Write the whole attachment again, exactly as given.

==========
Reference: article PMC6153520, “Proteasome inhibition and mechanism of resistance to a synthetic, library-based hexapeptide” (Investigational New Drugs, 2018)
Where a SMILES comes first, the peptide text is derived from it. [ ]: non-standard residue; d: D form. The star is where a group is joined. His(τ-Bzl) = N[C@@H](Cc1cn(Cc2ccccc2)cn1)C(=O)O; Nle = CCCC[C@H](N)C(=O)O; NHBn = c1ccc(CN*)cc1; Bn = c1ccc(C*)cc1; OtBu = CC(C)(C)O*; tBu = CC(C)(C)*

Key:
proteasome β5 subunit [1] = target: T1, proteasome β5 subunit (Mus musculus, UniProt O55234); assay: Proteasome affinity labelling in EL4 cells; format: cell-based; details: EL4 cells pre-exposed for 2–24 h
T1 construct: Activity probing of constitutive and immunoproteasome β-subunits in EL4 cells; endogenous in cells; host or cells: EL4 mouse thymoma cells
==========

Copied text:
Reference: article PMC6153520, “Proteasome inhibition and mechanism of resistance to a synthetic, library-based hexapeptide” (Investigational New Drugs, 2018)
Where a SMILES comes first, the peptide text is derived from it. [ ]: non-standard residue; d: D form. The star is where a group is joined. His(τ-Bzl) = N[C@@H](Cc1cn(Cc2ccccc2)cn1)C(=O)O; Nle = CCCC[C@H](N)C(=O)O; NHBn = c1ccc(CN*)cc1; Bn = c1ccc(C*)cc1; OtBu = CC(C)(C)O*; tBu = CC(C)(C)*

Key:
proteasome β5 subunit [1] = target: T1, proteasome β5 subunit (Mus musculus, UniProt O55234); assay: Proteasome affinity labelling in EL4 cells; format: cell-based; details: EL4 cells pre-exposed for 2–24 h
T1 construct: Activity probing of constitutive and immunoproteasome β-subunits in EL4 cells; endogenous in cells; host or cells: EL4 mouse thymoma cells